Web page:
economics

The Turkish boom and bust

The Turkish boom and bust

After a decade of secular stagnation in the west and ultra-low interest rates – from an economic perspective, the Turkish economy is ‘interesting’ in the sense that it gives a very different set of economic circumstances. An economic boom with parallels and similarities to the 1997-98 Asian Crisis. Since 2000, the Turkish economy has grown rapidly, helped by foreign direct investment which is attracted by new markets and an economy which is growing faster than the more sclerotic West.

Does higher government borrowing punish future generations?

Does higher government borrowing punish future generations?

Readers Question: The Labour party, among others, protests about the effects of government austerity policies on ordinary people but does government spending, even so-called ‘investment in infrastructure’, not automatically increase national debt which means punishing future generations? Firstly, if a government increases spending without any corresponding increase in taxes, then this change in the government’s fiscal stance will, ceteris paribus, lead to higher government borrowing – at least in the short-term. However, in the long-term, we need to consider the effect of: Impact of borrowing on economic growth – and…

effect-tariffs-on-consumer-surplus

Does a trade war cause a recession?

A trade war involves the imposition of tariffs between trading partners. This will almost certainly cause a fall in economic welfare for all the countries who experience higher tariffs and a fall in trade. However, this fall in economic welfare is not the same as a recession (a fall in GDP). In some circumstances, a trade war can be the external shock which leads to a fall in aggregate demand and recession, but the link is not guaranteed. In the past, (notably them1930s) recessions have led to a trade war. This…

free-trade-winners-losers

Who are the winners and losers from free trade?

Readers question: Who are the winners and losers from free trade? Free trade means that firms can export and import goods without tariff barriers. Free trade leads to lower prices and increased exports and imports. Economists are generally agreed that free trade leads to a net gain in economic welfare; as a result, economists generally support free trade. However, these gains may not be equally distributed. Also, though there is a net gain in economic welfare – there can be groups of individuals who lose out (e.g. uncompetitive firms who close…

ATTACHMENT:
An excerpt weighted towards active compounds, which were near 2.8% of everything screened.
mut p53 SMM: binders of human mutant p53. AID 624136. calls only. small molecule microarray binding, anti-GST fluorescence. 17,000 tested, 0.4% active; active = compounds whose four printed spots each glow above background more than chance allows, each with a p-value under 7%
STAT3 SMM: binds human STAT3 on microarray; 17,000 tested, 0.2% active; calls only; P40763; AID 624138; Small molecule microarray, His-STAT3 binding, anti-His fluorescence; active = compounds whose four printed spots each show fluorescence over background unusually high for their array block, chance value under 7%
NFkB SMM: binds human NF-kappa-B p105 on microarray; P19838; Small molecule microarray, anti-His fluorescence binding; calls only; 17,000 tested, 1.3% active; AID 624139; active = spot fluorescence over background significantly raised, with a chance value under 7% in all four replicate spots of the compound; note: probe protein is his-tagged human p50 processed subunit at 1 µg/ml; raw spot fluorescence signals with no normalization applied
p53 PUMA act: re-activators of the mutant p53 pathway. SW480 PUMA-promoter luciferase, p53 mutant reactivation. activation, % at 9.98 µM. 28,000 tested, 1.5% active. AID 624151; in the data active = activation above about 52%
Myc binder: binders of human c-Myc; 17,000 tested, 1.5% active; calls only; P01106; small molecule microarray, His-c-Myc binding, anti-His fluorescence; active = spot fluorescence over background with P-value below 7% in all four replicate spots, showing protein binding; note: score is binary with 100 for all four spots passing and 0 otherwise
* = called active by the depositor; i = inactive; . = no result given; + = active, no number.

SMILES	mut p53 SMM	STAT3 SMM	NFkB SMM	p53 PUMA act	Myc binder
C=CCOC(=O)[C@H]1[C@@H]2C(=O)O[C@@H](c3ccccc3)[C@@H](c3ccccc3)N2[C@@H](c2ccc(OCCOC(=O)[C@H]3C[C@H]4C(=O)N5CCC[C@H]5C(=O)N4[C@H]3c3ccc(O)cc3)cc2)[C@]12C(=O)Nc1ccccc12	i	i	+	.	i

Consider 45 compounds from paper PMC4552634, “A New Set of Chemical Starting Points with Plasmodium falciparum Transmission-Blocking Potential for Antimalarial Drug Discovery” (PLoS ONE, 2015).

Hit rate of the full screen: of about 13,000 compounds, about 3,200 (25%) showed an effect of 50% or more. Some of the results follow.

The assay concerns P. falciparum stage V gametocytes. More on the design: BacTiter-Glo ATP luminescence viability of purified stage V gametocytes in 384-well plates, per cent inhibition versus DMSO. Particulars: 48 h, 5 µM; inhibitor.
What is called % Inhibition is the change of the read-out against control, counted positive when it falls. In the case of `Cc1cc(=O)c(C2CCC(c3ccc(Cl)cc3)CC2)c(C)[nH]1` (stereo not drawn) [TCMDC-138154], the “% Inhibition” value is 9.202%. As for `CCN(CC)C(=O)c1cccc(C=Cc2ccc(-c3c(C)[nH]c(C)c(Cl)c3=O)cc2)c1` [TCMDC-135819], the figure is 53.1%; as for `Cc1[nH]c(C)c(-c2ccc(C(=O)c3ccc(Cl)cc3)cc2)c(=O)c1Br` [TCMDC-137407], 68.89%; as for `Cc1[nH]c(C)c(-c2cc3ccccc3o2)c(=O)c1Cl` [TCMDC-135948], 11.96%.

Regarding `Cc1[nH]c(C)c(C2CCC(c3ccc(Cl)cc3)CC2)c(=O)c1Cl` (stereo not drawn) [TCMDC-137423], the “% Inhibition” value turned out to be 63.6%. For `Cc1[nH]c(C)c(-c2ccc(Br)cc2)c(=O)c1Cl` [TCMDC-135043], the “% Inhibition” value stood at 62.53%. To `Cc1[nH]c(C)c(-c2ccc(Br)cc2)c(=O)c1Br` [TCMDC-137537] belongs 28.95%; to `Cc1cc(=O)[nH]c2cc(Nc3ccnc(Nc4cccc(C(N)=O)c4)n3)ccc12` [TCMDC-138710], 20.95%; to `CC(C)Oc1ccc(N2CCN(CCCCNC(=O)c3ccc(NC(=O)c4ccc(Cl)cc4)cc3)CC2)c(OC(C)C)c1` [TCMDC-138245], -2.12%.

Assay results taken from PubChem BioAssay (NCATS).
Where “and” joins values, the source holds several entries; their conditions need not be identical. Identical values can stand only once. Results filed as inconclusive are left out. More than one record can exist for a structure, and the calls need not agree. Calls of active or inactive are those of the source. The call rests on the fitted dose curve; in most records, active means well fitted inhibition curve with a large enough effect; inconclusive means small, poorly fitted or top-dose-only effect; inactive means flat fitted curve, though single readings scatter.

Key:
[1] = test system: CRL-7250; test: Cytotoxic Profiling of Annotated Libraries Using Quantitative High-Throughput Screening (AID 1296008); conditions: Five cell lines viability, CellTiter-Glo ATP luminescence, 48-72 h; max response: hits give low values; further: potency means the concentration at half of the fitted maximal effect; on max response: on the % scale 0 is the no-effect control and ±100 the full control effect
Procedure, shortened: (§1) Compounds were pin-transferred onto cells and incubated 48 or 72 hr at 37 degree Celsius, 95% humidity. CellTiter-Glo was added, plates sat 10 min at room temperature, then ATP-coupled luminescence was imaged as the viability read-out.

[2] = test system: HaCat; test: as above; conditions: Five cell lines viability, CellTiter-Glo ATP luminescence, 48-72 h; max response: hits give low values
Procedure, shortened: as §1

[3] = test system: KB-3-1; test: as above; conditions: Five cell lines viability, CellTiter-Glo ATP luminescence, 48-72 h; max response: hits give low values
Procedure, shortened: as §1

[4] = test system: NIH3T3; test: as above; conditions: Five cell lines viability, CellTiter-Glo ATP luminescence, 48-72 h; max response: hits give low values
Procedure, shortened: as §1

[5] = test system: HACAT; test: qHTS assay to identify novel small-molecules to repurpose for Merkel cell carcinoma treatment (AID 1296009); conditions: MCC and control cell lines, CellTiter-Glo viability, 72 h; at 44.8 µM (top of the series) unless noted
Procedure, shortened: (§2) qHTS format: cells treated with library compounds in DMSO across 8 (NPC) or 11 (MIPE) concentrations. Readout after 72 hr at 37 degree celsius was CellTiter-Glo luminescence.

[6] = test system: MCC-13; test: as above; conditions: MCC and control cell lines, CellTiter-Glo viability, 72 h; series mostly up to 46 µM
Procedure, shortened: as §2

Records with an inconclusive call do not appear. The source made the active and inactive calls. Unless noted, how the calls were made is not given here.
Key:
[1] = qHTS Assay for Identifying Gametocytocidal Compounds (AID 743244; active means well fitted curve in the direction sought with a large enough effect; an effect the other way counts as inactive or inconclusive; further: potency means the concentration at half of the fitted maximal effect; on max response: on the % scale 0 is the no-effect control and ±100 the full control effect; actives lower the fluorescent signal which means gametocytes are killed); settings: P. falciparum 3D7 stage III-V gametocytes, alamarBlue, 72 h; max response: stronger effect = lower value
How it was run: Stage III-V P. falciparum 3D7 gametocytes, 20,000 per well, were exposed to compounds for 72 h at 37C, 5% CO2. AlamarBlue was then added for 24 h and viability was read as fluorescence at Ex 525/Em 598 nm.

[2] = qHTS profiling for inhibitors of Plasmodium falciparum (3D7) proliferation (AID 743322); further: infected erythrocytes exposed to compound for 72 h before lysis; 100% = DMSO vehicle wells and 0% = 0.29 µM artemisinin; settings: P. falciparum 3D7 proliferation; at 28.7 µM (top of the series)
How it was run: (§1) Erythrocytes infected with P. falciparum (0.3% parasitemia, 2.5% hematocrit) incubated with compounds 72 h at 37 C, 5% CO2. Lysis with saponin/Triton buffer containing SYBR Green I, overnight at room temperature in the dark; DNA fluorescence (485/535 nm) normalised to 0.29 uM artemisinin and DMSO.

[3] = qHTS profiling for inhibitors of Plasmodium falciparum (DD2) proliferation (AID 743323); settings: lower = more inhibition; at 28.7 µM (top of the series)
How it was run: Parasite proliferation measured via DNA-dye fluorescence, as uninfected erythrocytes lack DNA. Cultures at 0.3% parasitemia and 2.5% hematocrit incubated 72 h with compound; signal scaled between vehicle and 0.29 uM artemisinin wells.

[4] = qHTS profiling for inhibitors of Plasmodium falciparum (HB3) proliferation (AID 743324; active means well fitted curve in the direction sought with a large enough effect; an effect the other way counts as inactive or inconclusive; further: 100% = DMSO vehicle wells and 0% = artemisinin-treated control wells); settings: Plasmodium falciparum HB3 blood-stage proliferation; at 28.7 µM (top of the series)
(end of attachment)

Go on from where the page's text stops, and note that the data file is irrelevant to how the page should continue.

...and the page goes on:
Government intervention in the labour market

Government intervention in the labour market

Government intervention in the labour market to reduce inequality and market failure can take various forms. Minimum wages/living wages Maximum wages (rarely used) Legislation to prevent discrimination on the grounds of age, sex, religion. Legislation to support or regulate trade unions. Maximum working week Legislation on health and safety Behavioural nudges (e.g. encouraging workers to take pensions) Government provision of education and training schemes Minimum wages The minimum wage sets a legal floor below which employers cannot pay. The minimum wage is designed to help increase the income of the low-paid….

Branches of economics

Branches of economics

Economics is a broad subject concerned with the optimal distribution of resources in society. Within the subject there are several different branches which focus on different aspects. Also, there are different schools of thought which generally have different views on aspects of economics. The first way to split economics is Microeconomics and macroeconomics. Microeconomics – concerned with individual markets and small aspects of the economy. Macroeconomics – concerned with the whole aggregate economy. Issues such as inflation, economic growth and trade. To some extent, the split is artificial. Aspects of microeconomics…

Should I boycott goods made in sweatshop factories?

Should I boycott goods made in sweatshop factories?

Should I boycott goods made in sweatshop factories? Another question from – What would Keynes do? This is a dilemma for an economist. If we boycott goods made in ‘sweatshop factories’ – does it help or hinder workers in developing economies? Firstly, when we hear about working conditions in some ‘sweatshop factories’ – low pay, harsh and dangerous conditions,  and military-style discipline – it is human nature to want better conditions for those workers who make the products we use. When…

regulatory-capture

Regulatory Capture

Regulatory capture is a form of government failure where those bodies regulating industries become sympathetic to the businesses they are supposed to be regulating. Regulatory capture can mean monopolies can continue to charge high prices The opposite of regulatory capture is ‘public interest theory’ – the idea that government regulation can influence monopolies to behave in the public interest. How does regulatory capture occur? 1. Regulators become friendly with the firms they are dealing with. Spending time with people makes you more…